But there’s reason the grad union is leading this. The faculty and staff — they don’t have the organization apparatus to be vocal about this, and the other unionized workers, like the lecturers, are very precarious. Still, there’s this infantilization of the grad students, like do they know this illegal? Yes, they’re over 18, some of them are over 30, they know what they are doing. And I think there’s a deliberate misreading of the policing demands: they’re just trying to fight unsafe working conditions. 

For me, it’s been so disappointing to see these very smart people who can talk on paper about labor and politics, but can’t do this simple act of support. 


Stephanie, Campus Worker

I was a barista in a campus coffee shop, and last week they laid me off, because no one’s going to the library to get coffee. So now I work at a grocery store in one of the dorms. We had little modules that we had to take before we started work, telling us “wear a mask, stand six feet apart!” We’re supposed to be getting our temperatures tested each time we go to a shift. But I think that happened once? I’m on work study. It’s not like I can just quit.

The GEO strike absolutely makes sense. Honestly I was surprised it took a week to get to this point. Last year the GEO worked with the student worker coalition and the coffee shop workers in particular as we petitioned to get more clarify about lunch breaks. We knew that supporting GEO was our way to give back. 

The simple act of going out to the picket line and walking in a circle feels like I’m doing something. You get everyone out there doing it, and it feels so powerful. 

I think that most of the undergrads get it? But I also feel like I’m in an echo chamber, and most of the people I’m friends with are from work, or are RAs, and we’re all for it. Some people think that it’d be easier to swallow the demands if they hadn’t brought up policing and had just focused on COVID, but I don’t think you can have one without the other. I mean, the university has announced that in order to stop COVID, they’re going to increase policing. How do you detangle the two? 

How do I think this is going to end? It feels inevitable that someone is going to die. I have a friend who tested positive and she’s in quarantine right now, and I can’t text her anymore, because she’s having fever dreams. This is someone my age, who’s not immunocompromised. People are starting to get seriously, seriously sick.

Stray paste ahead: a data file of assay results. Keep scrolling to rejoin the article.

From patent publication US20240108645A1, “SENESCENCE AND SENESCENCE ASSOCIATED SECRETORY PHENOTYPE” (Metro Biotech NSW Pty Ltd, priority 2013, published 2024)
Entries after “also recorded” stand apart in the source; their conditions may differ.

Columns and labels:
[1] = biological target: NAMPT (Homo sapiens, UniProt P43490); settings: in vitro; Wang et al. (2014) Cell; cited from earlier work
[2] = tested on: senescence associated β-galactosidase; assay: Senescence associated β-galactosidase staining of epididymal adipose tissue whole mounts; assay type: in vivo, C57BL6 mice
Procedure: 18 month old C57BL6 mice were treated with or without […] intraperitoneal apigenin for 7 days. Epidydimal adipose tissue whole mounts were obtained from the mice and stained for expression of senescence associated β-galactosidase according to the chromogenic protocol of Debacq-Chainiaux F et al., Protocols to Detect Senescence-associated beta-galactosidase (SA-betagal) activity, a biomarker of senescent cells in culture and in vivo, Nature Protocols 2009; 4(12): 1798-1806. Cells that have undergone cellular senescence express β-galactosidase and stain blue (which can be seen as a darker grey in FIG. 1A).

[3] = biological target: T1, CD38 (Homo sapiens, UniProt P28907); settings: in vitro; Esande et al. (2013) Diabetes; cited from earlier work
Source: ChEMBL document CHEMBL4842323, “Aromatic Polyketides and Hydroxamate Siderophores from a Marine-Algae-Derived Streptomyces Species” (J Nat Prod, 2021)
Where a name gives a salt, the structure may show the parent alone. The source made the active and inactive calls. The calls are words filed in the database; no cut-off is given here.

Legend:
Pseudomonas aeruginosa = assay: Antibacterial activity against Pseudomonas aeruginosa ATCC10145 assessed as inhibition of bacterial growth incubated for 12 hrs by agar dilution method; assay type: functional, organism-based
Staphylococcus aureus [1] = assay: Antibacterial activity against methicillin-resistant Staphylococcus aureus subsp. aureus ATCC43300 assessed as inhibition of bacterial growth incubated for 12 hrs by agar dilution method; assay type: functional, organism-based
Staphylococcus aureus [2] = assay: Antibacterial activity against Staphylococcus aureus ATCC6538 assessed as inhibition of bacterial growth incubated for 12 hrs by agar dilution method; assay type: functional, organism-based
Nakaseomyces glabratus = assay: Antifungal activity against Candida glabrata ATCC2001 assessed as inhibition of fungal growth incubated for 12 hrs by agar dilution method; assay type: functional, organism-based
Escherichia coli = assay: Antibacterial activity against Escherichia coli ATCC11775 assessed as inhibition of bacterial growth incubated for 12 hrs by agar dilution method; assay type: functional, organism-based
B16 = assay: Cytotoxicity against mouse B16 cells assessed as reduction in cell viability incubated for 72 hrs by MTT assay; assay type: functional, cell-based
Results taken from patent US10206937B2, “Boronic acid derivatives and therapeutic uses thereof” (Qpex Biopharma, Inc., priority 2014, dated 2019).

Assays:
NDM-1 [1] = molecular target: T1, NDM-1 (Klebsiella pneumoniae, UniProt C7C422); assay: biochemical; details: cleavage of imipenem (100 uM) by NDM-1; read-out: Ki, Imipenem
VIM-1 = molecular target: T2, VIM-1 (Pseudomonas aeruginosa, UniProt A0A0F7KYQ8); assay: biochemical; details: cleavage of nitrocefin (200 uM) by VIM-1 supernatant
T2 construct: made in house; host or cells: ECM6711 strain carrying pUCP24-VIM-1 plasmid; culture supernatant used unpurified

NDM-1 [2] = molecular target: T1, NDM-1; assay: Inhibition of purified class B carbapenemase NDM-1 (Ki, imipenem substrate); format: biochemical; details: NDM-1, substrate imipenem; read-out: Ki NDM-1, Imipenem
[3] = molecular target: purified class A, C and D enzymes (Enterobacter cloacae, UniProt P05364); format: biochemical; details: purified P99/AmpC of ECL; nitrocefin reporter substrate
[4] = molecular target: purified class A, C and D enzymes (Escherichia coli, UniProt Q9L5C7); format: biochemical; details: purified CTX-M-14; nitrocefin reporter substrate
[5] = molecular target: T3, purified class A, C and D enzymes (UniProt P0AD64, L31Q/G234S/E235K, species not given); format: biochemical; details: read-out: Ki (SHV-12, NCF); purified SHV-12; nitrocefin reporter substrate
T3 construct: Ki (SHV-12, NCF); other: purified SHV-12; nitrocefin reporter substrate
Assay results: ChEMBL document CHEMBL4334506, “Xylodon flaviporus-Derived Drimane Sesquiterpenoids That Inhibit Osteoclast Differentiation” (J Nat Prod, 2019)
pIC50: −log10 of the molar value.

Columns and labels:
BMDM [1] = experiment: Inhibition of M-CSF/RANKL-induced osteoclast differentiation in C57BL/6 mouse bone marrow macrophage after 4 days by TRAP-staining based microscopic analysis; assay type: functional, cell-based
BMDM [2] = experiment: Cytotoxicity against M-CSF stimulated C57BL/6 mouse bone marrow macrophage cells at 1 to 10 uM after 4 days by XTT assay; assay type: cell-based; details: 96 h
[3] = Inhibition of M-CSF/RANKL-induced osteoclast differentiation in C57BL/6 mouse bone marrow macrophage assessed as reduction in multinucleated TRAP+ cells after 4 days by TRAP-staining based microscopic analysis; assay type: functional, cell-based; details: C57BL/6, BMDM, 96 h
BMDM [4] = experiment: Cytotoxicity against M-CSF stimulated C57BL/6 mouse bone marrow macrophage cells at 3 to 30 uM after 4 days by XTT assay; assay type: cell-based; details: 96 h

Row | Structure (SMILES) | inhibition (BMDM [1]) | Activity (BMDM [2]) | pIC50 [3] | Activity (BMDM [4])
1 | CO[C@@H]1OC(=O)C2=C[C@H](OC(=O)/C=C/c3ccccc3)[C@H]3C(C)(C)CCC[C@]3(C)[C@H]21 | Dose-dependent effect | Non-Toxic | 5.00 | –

Anonymous, Faculty Member 

We also know why all the universities are reopening: they need money, and they need the students’ rent money. They’re pushing through the reopening. But this is the most angry I’ve ever seen the faculty since I’ve been here. There was a zoom faculty senate meeting a few days before campus reopened, supposedly the biggest in the history of the University. Every person who spoke was angry at the administration. The first person who spoke suggested a Vote of No Confidence, and it just kind of escalated from there. 

But the faculty senate, as an institutional body, doesn’t have any power. Everything is advisory, and limited to a circumscribed area, and it’s governed by Robert’s Rules of Order — systems that neutralize momentum and energy. So there was all this energy around the Vote of No Confidence, and all these people seconded a motion to hold the vote, and then they said: now we can vote on it at our next meeting in three weeks. But the whole point was to protest the reopening! 

The grad student strike seems like a way of pushing these demands forward without having to go through the institutional limits of the faculty senate. And some faculty are trying to support the grad students: we had a march the other day, and there’s a letter [now published here] in support of the strike [with 436 signatures at the time of publication].

But my general feeling is that faculty are demobilized and not plugged into any meaningful political stuff that’s happening. There are a lot of people in Ann Arbor, including faculty, who think that it’s a liberal town, the police are nice, and we don’t have to worry about those problems — or that those are real problems, but they happen elsewhere. 

That’s obviously not true. Students of color regularly report being mistreated or singled out for attention by the police — both the city police and the campus police — and the Ann Arbor police shot and killed a black woman, Aura Rosser, back in 2014. There were protests at the time, but that officer is still on the force, and the person who as the Chief of Police at the time, and who defended that officer, he has since been hired at the university as head of housing security. 

Anecdotally, I’ve heard of faculty who think that policing demands distract from the COVID demands. But people are starting to make those connections. The faculty letter that’s circulating, it refers to the killing of Aura Rosser. Maybe faculty are finally starting to follow the lead of the of the graduate students, instead of thinking that they know better.